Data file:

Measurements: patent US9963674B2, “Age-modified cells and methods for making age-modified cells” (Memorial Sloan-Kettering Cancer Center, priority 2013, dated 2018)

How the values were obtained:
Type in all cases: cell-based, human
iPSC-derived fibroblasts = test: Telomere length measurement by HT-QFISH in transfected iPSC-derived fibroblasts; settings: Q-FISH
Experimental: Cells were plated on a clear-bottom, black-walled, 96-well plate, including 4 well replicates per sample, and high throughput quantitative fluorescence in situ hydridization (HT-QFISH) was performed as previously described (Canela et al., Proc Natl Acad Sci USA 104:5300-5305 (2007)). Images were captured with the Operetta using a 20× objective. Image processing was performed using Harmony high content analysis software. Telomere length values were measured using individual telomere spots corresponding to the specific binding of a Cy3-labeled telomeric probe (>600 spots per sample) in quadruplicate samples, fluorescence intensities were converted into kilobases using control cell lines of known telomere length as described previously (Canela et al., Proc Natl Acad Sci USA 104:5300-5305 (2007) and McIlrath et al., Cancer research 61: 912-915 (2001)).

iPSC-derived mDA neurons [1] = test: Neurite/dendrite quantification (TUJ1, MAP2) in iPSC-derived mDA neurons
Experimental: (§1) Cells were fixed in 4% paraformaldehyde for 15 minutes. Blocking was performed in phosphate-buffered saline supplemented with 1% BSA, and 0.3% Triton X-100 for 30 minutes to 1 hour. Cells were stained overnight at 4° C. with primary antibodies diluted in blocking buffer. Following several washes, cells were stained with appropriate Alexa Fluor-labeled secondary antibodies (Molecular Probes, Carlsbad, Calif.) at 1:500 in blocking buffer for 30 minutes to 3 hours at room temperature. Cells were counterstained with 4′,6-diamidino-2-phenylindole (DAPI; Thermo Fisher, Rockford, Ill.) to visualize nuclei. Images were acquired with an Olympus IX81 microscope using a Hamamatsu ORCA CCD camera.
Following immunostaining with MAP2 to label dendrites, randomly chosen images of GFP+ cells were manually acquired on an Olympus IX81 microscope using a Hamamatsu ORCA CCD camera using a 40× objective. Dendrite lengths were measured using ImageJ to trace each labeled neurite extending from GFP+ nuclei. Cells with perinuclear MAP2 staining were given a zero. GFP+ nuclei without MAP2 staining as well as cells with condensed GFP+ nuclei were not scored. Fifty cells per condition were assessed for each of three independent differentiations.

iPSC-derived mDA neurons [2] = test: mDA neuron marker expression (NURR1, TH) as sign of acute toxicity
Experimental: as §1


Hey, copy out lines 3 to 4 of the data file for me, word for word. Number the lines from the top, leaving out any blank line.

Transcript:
Type in all cases: cell-based, human
iPSC-derived fibroblasts = test: Telomere length measurement by HT-QFISH in transfected iPSC-derived fibroblasts; settings: Q-FISH